Small business owners have to handle it all: marketing, sales, operations, human resources—not to mention the day-to-day work of running a company. With such a full plate, it only makes sense to level the playing field in any way possible.
If you run a small transportation company, you might not have all the dedicated resources of larger competitors, but that doesn’t mean you can’t compete on their level. The first step to improving your ability to do it all is building a strong I.T. infrastructure.
Here are 8 things that I.T. improvements can help your business achieve:
1. Cultivating Leads
Strengthening your I.T. infrastructure affects much more than just the technology you use every day; it improves your ability to reach out to new customers and cultivate existing leads. For example, boosting your network speed allows you to keep blogs and websites up to date with fresh, engaging content to attract potential customers.
It also makes it easier for existing customers to stay in touch and track the progress of their shipments, increasing their trust and confidence in your business.
2. Streamlining Operations
One major result of improving your I.T. infrastructure is that it eliminates redundancies and drastically improves efficiency—and when you measure efficiency in gallons of gasoline, those savings add up fast.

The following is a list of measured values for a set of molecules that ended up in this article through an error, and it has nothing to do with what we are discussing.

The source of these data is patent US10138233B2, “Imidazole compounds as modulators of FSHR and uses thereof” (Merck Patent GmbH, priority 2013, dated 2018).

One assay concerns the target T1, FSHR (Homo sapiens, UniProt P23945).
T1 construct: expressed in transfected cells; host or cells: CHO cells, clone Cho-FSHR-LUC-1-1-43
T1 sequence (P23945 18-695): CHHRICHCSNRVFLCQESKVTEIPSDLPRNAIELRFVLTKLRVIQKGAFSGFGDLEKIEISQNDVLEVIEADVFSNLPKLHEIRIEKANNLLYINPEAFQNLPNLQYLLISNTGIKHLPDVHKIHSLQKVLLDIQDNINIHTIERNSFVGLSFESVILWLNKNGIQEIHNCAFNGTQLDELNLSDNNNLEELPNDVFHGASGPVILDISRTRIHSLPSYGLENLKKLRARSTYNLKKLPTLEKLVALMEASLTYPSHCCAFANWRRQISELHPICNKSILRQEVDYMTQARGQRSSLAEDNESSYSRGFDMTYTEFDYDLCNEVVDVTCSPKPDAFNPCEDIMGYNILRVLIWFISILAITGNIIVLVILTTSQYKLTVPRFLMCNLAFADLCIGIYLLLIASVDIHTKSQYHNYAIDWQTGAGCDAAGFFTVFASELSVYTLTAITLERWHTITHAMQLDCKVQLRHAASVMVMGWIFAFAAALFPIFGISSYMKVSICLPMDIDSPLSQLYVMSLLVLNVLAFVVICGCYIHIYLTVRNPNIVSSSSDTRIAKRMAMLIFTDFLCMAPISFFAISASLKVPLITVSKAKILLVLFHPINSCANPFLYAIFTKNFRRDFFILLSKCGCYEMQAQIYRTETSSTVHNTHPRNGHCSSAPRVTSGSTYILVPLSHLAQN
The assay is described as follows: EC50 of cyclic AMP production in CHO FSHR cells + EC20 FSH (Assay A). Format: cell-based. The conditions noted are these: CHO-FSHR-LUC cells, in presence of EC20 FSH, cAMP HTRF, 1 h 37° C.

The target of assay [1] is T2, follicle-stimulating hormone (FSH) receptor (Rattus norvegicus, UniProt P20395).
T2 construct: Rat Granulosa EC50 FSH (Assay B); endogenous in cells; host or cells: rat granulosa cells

A managed service provider (MSP) can help your company migrate databases and other vital information to cloud servers, making it instantly accessible to all employees, whether they’re in the office or on I-44.
That’s not the only way MSPs increase efficiency: data indicates that transitioning to managed services saves motor carriers 8-29% of their yearly I.T. budgets.
3. Increasing Security
Cybercrime is one of the greatest threats to small businesses due to a relative lack of security resources. Most security breaches occur because of human error within an organization, such as using obvious passwords or responding to phishing emails.
A managed service provider can perform around-the-clock monitoring to detect unauthorized access attempts and data breaches before they become a major problem, as well as providing employee training to prevent your business from being victimized by cybercriminals. In addition, transitioning data to cloud servers improves security while increasing ease of access for users with authorized permission.
4. Improving Logistics
Transportation involves keeping track of huge amounts of information—fuel costs, best routes, and targeted delivery times all have to be factored into the equation. For that reason, many transportation companies opt to use motor carrier management information systems (MCMIS).
This sophisticated software manages everything from GPS data to vehicle tracking, making it easier than ever to deliver cargo as efficiently as possible—saving both money and time. However, MCMIS requires fast, modern I.T. architecture to run properly.
If you are considering implementing specialized enterprise software for transportation, make sure your current system is up to date and able to handle the amount of data required.
5. Gaining Access to Support